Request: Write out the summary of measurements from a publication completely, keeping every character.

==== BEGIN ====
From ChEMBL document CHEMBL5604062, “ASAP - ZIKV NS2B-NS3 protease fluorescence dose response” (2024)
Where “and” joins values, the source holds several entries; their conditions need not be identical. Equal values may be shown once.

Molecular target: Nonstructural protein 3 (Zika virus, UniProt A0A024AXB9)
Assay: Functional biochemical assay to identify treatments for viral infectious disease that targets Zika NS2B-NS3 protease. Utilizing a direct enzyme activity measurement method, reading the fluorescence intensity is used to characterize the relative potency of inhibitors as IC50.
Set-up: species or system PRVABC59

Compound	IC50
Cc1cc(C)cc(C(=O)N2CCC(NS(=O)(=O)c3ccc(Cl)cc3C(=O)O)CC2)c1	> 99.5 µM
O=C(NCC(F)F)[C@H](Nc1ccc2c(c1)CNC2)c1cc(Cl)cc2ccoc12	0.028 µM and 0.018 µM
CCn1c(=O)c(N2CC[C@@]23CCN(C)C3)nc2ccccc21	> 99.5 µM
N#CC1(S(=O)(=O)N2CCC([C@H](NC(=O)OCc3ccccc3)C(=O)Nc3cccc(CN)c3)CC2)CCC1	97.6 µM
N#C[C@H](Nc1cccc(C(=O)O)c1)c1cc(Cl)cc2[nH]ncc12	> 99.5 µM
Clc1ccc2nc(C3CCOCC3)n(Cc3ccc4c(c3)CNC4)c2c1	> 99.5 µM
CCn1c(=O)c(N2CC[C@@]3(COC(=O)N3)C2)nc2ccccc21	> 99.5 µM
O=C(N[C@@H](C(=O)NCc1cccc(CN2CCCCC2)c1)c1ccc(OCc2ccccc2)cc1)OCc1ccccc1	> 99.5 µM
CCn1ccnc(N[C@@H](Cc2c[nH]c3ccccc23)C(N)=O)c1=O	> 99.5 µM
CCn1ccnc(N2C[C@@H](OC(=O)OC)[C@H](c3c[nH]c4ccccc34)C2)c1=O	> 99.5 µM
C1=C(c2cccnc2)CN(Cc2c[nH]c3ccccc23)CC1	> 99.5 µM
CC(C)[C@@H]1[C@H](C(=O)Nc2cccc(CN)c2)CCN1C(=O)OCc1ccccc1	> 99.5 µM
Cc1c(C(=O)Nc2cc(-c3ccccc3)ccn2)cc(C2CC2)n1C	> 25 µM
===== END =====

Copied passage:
From ChEMBL document CHEMBL5604062, “ASAP - ZIKV NS2B-NS3 protease fluorescence dose response” (2024)
Where “and” joins values, the source holds several entries; their conditions need not be identical. Equal values may be shown once.

Molecular target: Nonstructural protein 3 (Zika virus, UniProt A0A024AXB9)
Assay: Functional biochemical assay to identify treatments for viral infectious disease that targets Zika NS2B-NS3 protease. Utilizing a direct enzyme activity measurement method, reading the fluorescence intensity is used to characterize the relative potency of inhibitors as IC50.
Set-up: species or system PRVABC59

Compound	IC50
Cc1cc(C)cc(C(=O)N2CCC(NS(=O)(=O)c3ccc(Cl)cc3C(=O)O)CC2)c1	> 99.5 µM
O=C(NCC(F)F)[C@H](Nc1ccc2c(c1)CNC2)c1cc(Cl)cc2ccoc12	0.028 µM and 0.018 µM
CCn1c(=O)c(N2CC[C@@]23CCN(C)C3)nc2ccccc21	> 99.5 µM
N#CC1(S(=O)(=O)N2CCC([C@H](NC(=O)OCc3ccccc3)C(=O)Nc3cccc(CN)c3)CC2)CCC1	97.6 µM
N#C[C@H](Nc1cccc(C(=O)O)c1)c1cc(Cl)cc2[nH]ncc12	> 99.5 µM
Clc1ccc2nc(C3CCOCC3)n(Cc3ccc4c(c3)CNC4)c2c1	> 99.5 µM
CCn1c(=O)c(N2CC[C@@]3(COC(=O)N3)C2)nc2ccccc21	> 99.5 µM
O=C(N[C@@H](C(=O)NCc1cccc(CN2CCCCC2)c1)c1ccc(OCc2ccccc2)cc1)OCc1ccccc1	> 99.5 µM
CCn1ccnc(N[C@@H](Cc2c[nH]c3ccccc23)C(N)=O)c1=O	> 99.5 µM
CCn1ccnc(N2C[C@@H](OC(=O)OC)[C@H](c3c[nH]c4ccccc34)C2)c1=O	> 99.5 µM
C1=C(c2cccnc2)CN(Cc2c[nH]c3ccccc23)CC1	> 99.5 µM
CC(C)[C@@H]1[C@H](C(=O)Nc2cccc(CN)c2)CCN1C(=O)OCc1ccccc1	> 99.5 µM
Cc1c(C(=O)Nc2cc(-c3ccccc3)ccn2)cc(C2CC2)n1C	> 25 µM